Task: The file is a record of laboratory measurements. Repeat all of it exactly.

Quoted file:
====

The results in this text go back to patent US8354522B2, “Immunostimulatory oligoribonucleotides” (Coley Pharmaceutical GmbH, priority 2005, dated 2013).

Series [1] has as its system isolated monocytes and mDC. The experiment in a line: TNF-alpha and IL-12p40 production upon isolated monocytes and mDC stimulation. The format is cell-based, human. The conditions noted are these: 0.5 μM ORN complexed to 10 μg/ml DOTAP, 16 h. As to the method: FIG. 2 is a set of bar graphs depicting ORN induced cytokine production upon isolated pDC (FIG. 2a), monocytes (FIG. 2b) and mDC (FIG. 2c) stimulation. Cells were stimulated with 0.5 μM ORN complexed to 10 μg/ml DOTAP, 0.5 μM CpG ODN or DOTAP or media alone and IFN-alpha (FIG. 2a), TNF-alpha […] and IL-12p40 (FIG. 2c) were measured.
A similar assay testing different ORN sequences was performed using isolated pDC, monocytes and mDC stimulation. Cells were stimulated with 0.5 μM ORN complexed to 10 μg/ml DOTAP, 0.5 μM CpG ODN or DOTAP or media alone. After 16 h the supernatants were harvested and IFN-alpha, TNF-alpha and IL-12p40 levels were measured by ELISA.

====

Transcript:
The results in this text go back to patent US8354522B2, “Immunostimulatory oligoribonucleotides” (Coley Pharmaceutical GmbH, priority 2005, dated 2013).

Series [1] has as its system isolated monocytes and mDC. The experiment in a line: TNF-alpha and IL-12p40 production upon isolated monocytes and mDC stimulation. The format is cell-based, human. The conditions noted are these: 0.5 μM ORN complexed to 10 μg/ml DOTAP, 16 h. As to the method: FIG. 2 is a set of bar graphs depicting ORN induced cytokine production upon isolated pDC (FIG. 2a), monocytes (FIG. 2b) and mDC (FIG. 2c) stimulation. Cells were stimulated with 0.5 μM ORN complexed to 10 μg/ml DOTAP, 0.5 μM CpG ODN or DOTAP or media alone and IFN-alpha (FIG. 2a), TNF-alpha […] and IL-12p40 (FIG. 2c) were measured.
A similar assay testing different ORN sequences was performed using isolated pDC, monocytes and mDC stimulation. Cells were stimulated with 0.5 μM ORN complexed to 10 μg/ml DOTAP, 0.5 μM CpG ODN or DOTAP or media alone. After 16 h the supernatants were harvested and IFN-alpha, TNF-alpha and IL-12p40 levels were measured by ELISA.